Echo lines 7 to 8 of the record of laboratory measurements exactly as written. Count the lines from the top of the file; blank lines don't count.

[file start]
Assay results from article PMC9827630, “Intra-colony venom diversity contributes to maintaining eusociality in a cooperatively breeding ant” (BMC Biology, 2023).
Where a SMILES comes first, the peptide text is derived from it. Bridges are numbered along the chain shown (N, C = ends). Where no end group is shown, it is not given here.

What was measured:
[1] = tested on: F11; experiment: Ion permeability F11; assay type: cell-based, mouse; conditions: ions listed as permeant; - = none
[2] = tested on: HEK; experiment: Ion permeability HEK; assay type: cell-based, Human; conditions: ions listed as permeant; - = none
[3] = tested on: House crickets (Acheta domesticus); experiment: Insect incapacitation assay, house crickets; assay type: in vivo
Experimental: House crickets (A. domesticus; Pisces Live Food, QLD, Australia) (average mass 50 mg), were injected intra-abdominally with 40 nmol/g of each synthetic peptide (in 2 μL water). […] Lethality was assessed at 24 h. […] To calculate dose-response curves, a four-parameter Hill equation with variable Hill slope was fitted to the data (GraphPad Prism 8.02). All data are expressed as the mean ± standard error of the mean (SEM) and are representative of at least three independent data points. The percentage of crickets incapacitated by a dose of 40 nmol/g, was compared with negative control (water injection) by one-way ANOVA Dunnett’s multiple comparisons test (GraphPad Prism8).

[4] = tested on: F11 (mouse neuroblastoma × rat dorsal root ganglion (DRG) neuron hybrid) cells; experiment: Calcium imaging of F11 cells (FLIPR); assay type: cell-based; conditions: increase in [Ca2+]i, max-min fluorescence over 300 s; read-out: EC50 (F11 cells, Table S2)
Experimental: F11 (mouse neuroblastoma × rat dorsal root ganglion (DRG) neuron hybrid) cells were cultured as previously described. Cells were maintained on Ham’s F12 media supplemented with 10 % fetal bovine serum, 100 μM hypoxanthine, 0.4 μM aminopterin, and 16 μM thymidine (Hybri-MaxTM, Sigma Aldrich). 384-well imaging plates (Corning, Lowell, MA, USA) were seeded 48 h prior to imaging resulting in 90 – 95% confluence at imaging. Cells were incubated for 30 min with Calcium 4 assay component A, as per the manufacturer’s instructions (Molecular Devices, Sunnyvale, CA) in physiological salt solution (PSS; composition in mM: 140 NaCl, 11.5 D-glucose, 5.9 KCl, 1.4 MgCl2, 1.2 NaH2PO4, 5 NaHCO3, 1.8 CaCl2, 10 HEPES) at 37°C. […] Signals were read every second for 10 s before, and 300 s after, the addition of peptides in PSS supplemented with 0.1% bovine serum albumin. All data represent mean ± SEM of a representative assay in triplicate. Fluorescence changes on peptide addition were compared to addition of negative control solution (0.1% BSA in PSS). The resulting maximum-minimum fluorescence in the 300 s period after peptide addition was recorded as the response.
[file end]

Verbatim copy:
Experimental: House crickets (A. domesticus; Pisces Live Food, QLD, Australia) (average mass 50 mg), were injected intra-abdominally with 40 nmol/g of each synthetic peptide (in 2 μL water). […] Lethality was assessed at 24 h. […] To calculate dose-response curves, a four-parameter Hill equation with variable Hill slope was fitted to the data (GraphPad Prism 8.02). All data are expressed as the mean ± standard error of the mean (SEM) and are representative of at least three independent data points. The percentage of crickets incapacitated by a dose of 40 nmol/g, was compared with negative control (water injection) by one-way ANOVA Dunnett’s multiple comparisons test (GraphPad Prism8).

[4] = tested on: F11 (mouse neuroblastoma × rat dorsal root ganglion (DRG) neuron hybrid) cells; experiment: Calcium imaging of F11 cells (FLIPR); assay type: cell-based; conditions: increase in [Ca2+]i, max-min fluorescence over 300 s; read-out: EC50 (F11 cells, Table S2)